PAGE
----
Green Chile Burgers at Bert's Burger Bowl in Santa Fe

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[Photographs: Chichi Wang]

Bert's Burger Bowl

4235 North Guadalupe Street, Santa Fe NM 87501 (map); 505-982-0215; bertsusa.com
Cooking Method: Griddled.
Short Order: The regular green chile cheeseburger is beefy and nicely charred. Kobe burger gushes with beefy, fatty juices.
Want Fries with That? No thanks. Fries are fat and prematurely removed from the deep fryer.
Price: Green chile cheeseburger, 3.50; Kobe burger, 12.95
Notes: As the menu denotes, burgers take ten to twelve minutes to carefully craft and cook. Now that's my idea of fast food.

Located near the plaza area in Santa Fe, Bert's Burger Bowl has been around for more than five decades serving what is surely the best fast-food style burgers in town. I must admit, Bert's won me over even before I took my first bite. A burger place that serves gizzards and livers? Ostrich, bison, or lamb meat for patties?

Bert's Burger Bowl is the local burger joint par excellence, serving not only the standard burgers and cheeseburgers, but also the more ambitious proteins that are the provenance of fancy-pants establishments. Happily, Bert's succeeds on both fronts: The standard burgers and cheeseburgers come nicely charred with slightly chewy, spongy buns; the Kobe burger that I ate was intensely beefy and juicy, with a crispy char on the surface.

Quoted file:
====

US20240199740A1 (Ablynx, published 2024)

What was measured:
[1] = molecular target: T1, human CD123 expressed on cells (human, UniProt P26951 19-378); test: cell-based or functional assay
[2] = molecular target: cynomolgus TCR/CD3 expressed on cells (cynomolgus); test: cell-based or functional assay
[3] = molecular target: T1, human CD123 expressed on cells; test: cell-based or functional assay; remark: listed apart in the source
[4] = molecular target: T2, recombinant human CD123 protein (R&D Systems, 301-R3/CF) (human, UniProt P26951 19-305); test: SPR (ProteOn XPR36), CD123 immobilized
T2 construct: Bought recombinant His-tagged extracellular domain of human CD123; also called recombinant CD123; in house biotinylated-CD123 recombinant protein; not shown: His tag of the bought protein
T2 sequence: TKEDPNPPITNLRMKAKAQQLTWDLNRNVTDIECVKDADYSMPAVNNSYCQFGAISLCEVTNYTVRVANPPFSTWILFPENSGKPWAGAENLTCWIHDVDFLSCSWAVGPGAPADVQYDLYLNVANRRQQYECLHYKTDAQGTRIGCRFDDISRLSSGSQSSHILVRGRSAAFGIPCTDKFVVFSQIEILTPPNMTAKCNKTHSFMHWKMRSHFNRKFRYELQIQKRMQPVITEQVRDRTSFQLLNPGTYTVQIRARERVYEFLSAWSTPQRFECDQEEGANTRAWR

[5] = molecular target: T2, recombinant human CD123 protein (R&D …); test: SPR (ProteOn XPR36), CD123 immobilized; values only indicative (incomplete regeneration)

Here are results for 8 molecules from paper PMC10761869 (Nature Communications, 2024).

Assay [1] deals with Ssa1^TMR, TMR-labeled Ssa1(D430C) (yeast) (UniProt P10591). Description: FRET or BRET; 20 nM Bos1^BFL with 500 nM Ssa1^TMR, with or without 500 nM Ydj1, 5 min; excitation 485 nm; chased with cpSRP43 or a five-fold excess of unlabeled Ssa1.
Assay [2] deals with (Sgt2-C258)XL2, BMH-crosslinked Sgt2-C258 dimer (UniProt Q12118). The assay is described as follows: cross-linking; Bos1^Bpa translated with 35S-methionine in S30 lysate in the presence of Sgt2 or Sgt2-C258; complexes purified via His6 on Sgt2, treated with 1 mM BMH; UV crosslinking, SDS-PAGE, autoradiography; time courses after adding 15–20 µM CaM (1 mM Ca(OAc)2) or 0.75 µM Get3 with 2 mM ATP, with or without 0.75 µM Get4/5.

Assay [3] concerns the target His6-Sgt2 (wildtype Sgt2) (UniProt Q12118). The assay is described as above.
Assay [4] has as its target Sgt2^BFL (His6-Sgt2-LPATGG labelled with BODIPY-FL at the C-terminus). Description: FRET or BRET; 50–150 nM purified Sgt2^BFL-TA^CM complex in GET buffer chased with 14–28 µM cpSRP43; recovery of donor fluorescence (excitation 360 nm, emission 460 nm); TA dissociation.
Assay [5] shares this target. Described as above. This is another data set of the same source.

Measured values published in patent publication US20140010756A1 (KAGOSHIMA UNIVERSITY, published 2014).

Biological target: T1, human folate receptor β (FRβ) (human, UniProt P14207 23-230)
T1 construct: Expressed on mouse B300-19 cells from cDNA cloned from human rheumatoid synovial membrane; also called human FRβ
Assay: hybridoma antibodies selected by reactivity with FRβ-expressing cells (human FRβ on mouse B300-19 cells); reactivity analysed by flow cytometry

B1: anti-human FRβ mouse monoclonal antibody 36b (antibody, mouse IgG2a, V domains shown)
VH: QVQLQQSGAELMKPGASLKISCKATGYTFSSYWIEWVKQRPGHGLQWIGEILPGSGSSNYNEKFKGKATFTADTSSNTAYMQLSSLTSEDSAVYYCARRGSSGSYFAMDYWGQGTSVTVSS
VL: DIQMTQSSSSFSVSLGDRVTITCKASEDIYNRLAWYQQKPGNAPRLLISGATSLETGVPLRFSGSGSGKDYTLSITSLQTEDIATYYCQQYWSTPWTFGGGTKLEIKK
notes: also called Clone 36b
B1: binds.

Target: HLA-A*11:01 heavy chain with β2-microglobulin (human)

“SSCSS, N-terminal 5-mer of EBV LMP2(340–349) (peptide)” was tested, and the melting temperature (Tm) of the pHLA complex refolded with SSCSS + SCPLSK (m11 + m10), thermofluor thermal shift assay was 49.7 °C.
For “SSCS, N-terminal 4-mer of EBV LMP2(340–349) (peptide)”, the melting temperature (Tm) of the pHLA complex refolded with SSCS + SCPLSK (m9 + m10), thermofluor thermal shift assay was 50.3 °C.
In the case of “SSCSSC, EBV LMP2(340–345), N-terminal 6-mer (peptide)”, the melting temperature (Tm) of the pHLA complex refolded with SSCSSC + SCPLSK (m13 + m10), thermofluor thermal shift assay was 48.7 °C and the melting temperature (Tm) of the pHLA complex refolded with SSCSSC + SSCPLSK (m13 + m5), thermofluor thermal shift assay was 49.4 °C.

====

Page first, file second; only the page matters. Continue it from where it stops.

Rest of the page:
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Like In-N-Out, Bert's Burger Bowl devotes as much attention to the integrity of its buns as the quality of its meat. Both In-N-Out and Bert's use a spongy bun that offers just the slightest resistance with each bite. Toasted to a dark char on the rims, the buns held up well to the meaty juices from the patties.

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The patties were charred to the ideal degree on the griddle. I asked for my green chile cheeseburger medium rare; it arrived on the medium side, but stayed juicy throughout.

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The Kobe beef burger came out perfectly medium rare. A well-portioned burger, almost every bite of the Kobe burger was a consummate balance of charred surface, juicy interior, and toasted bread. Both burgers came with juicy chunks of green chile—neither too mild nor spicy, the chile and the slices of cheese melded together for a complement to the beef.

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At $12.95, the Kobe Burger is by far the most expensive item on the menu, and it's almost worth it for the juiciness and beefy flavor. Given that Bert's is turning out stellar burgers for $3.50 or less, the difference in price may not be justified.

In any case, I'll be back to Bert's the next time I'm in Santa Fe. I've yet to try the ostrich and the lamb burgers, or the shakes and malts, for that matter. And of course, it's always satisfying to find the kind of place that knows that leaving a little grease on the griddle goes a long way.

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